Trade Deficit Narrows 9.7%


Tribune Business Editor


The Bahamas experienced a 9.7 per cent drop in its trade deficit to $2.554 billion in 2013, largely due to an almost-$300 million fall in its import bill.

The Department of Statistics’ 2013 Annual Trade Data report, which covers just the Bahamas’ merchandise account or trade in goods, noted that total imports fell year-over-year by 8 per cent or $291.6 million, dropping from $3.658 billion to $3.366 billion.

While it is unclear whether the import drop is the start of a trend, and if it will be easier for the capital account (FDI and tourism earnings) surplus to finance the merchandise deficit, the narrowing was certainly not caused by any increase in Bahamian exports.

These, too, also fell in 2013, dropping from $828.7 million in 2012 to $811.7 million - a decline of $17 million or 2 per cent.

“The 2013 balance of trade (total exports minus total imports) continued to result in a deficit,” the Department of Statistics noted. “However, between 2012 and 2013, there was a noticeable decrease of some 9.7 per cent in the trade deficit, resulting in a net trade balance of $2.6 billion in 2013 compared to $2.8 billion in 2012.”

The $2.554 billion trade deficit incurred in 2013 was the lowest since 2009, when it fell to $2.114 billion at the recession’s peak.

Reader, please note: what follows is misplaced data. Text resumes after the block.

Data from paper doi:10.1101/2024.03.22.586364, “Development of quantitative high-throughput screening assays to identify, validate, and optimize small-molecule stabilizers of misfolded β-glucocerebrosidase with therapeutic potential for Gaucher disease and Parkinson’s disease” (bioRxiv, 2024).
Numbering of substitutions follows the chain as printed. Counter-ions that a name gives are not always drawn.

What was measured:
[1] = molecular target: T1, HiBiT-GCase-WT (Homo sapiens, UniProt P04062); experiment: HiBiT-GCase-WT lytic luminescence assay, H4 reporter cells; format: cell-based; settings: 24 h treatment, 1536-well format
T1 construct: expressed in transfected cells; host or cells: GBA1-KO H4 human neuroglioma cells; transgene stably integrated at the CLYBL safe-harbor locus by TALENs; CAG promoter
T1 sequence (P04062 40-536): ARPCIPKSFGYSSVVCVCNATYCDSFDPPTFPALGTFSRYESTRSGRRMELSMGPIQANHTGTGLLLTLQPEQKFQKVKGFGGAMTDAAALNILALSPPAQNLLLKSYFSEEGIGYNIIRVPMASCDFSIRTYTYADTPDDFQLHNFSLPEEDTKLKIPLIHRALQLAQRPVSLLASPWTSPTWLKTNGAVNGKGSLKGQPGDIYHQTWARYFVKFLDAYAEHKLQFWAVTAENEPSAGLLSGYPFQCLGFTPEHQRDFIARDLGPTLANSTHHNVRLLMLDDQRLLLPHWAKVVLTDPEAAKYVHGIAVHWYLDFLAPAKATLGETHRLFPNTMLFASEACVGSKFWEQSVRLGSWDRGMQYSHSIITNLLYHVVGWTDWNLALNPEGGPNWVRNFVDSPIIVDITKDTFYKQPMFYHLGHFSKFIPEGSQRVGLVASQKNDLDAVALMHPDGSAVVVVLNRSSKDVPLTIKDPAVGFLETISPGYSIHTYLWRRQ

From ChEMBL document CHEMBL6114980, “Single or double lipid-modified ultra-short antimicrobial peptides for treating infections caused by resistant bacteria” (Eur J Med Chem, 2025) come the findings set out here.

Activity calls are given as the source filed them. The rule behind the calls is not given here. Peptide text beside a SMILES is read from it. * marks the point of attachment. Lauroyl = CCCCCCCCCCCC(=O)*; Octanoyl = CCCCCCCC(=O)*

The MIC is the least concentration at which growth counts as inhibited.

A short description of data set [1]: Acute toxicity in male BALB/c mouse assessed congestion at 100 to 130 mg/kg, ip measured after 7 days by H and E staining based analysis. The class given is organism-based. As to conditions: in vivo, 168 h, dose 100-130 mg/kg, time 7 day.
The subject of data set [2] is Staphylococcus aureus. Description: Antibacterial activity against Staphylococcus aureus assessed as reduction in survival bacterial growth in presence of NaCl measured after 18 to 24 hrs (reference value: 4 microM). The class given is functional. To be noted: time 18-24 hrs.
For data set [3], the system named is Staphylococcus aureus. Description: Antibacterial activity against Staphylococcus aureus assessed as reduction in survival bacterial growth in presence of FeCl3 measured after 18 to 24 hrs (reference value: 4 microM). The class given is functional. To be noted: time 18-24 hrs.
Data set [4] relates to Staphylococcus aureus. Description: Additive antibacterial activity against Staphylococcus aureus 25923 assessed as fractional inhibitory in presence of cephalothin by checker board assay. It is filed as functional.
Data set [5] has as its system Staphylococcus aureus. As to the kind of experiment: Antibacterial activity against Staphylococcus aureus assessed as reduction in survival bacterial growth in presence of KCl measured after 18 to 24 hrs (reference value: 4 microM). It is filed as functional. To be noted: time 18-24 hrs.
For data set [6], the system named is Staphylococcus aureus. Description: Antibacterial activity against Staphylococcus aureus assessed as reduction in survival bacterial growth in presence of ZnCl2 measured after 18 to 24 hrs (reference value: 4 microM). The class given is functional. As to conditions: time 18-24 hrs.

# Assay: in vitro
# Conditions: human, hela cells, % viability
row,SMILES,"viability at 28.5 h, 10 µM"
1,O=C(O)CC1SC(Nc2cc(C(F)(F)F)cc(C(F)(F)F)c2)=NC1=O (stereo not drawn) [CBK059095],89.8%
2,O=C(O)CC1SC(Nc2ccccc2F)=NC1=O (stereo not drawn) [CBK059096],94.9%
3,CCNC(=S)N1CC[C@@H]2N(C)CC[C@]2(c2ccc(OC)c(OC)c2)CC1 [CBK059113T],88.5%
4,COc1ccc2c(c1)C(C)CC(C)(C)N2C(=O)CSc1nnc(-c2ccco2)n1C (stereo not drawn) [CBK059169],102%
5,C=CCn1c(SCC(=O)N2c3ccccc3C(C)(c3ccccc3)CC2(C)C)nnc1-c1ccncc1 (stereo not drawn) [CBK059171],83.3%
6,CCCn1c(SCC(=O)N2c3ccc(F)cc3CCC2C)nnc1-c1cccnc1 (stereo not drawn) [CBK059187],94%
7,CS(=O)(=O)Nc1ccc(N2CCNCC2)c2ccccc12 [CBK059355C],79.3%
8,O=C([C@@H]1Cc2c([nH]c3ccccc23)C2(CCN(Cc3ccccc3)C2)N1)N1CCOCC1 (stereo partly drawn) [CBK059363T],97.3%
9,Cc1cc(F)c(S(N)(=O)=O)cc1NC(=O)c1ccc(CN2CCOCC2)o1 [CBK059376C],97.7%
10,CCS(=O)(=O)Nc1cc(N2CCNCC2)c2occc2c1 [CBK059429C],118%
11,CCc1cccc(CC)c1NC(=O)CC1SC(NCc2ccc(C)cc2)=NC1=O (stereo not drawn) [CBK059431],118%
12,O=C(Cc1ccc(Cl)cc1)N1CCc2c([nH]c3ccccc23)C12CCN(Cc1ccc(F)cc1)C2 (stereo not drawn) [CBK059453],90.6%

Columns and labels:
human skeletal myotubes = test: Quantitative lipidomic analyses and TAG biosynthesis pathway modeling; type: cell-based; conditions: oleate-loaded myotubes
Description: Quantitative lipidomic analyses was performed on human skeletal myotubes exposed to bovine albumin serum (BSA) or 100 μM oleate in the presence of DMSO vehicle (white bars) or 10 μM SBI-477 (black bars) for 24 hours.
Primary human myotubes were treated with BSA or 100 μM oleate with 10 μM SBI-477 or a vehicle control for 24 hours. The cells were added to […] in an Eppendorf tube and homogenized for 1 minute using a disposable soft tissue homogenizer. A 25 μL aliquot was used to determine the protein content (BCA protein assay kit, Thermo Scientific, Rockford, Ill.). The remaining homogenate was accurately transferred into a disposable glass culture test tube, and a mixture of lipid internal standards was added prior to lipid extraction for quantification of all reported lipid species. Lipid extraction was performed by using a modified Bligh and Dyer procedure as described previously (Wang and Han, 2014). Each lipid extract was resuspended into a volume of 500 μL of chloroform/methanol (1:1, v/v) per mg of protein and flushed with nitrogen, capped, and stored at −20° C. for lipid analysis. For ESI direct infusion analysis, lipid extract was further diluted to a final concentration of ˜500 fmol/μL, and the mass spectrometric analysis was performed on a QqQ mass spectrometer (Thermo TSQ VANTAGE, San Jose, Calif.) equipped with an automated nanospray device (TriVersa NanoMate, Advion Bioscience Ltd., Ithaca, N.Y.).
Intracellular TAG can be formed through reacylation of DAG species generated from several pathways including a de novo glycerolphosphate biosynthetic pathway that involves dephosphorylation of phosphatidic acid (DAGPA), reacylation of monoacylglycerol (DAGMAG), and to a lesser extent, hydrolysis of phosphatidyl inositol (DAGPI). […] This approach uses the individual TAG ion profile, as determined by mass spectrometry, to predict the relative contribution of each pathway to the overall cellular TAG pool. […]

“Data on merchandise trade for the year 2013 show that the value of commodities imported into the Bahamas totalled nearly $3.4 billion, resulting in a moderate decrease of 8 per cent below 2012’s total of $3.6 billion,” the Department of Statistics.

Mineral fuels, likely including gasoline and other oil-based products were the largest import category at $726.9 million or 21.6 per cent of the total, with machinery and transport next at $657.4 million or 19.5 per cent of the total.

Diesel fuel imports were worth $328.7 million in 2013, with unleaded auto gasoline and jet fuel accounting for $161.3 million and $46.9 million, respectively. Other fuel oils were worth $124.1 million.

Manufactured goods totalled $460.3 million for a 13.7 per cent of the Bahamas’ total import bill, with fresh meats, fruits, vegetables and processed foods coming to $466.5 million or 13.9 per cent.

On the exports front, Polymers International’s polystyrene products at $174.7 million, ‘other compounds’ at $61.6 million, lobster at $84.4 million accounted for 88 per cent of exports.

The US remained the Bahamas’ main trading partner, supplying $2.75 billion or 81.8 per cent of total imports. Puerto Rico and Trinidad & Tobago accounted for $249.6 million and $81.9 million worth of imports respectively.

The US also accounted for the lion’s share of Bahamian exports at $678.8 million, taking 83.6 per cent of the total.


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